1. Police Mishandling of Evidence

 

Another important factor when considering the cogency of DNA evidence is the extent to which any Police mishandling of evidence may have contaminated the exhibits upon which DNA is alleged to have been found. The Police will often explain that they understand the importance or appropriately handling exhibits. This includes, among other things, the photographing of items found in the exact location where they find them, the use of gloves when handling an exhibit and the changing of gloves when handling further exhibits. Sadly, it is the case that sometimes the Police will fail to adhere to these simple rules. In the course of doing so, the potential for contamination of an exhibit by way of secondary transfer is enlivened. Again, the top criminal barristers will tell you that this can be a fundamental question for the jury or judge in cases where the prosecution case rests largely upon DNA evidence.

 

These are just a few examples of how DNA evidence can be carefully considered and put into its proper context in a criminal trial. It is simply the case that DNA is not the “be all and end all” of a criminal trial. In some cases, it can be powerful but in other cases, it can be of low significance. It ultimately comes down to the facts of a particular case and how those facts are applied by the criminal defence lawyers. However, DNA aside, it is important to consider that just because you have touched something, it does not necessarily mean that you are in possession of it. If you have been charged with being in possession of a prohibited drug and do not know where you stand, it is important that you get advice from an experienced criminal defence lawyer so that you can fully appreciate the strength of the evidence and any defences that may be open to you.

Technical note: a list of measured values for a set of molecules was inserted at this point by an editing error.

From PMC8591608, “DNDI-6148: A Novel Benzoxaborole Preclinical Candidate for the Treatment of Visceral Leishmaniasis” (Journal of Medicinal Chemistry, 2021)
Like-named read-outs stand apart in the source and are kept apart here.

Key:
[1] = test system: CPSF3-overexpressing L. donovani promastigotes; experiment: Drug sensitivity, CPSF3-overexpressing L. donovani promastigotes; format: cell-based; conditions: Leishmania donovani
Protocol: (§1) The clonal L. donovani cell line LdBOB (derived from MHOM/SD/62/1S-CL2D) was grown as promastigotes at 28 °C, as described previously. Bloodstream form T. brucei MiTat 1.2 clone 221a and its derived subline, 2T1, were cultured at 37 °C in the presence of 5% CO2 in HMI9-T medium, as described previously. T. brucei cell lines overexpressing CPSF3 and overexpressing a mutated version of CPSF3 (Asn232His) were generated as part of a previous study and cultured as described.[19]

Frank Merenda is one of our preferred independent criminal barristers at Francis Burt Chambers. Frank has experience as criminal defence lawyer across a broad range of criminal charges in WA including drug charges, assault charges, fraud charges, stealing, grievous bodily harm, sexual assault as well as murder. If you are looking for the best criminal lawyers in Perth, ask us about briefing Frank Merenda as barrister for your case. At Paxman & Paxman, we are committed to retaining the best criminal barristers to work for our clients. If you have a criminal charge and only the best in terms of court representation will do: call us on 1300 274 692 or fill out an online enquiry and one of our experienced criminal lawyers will be happy to assist you.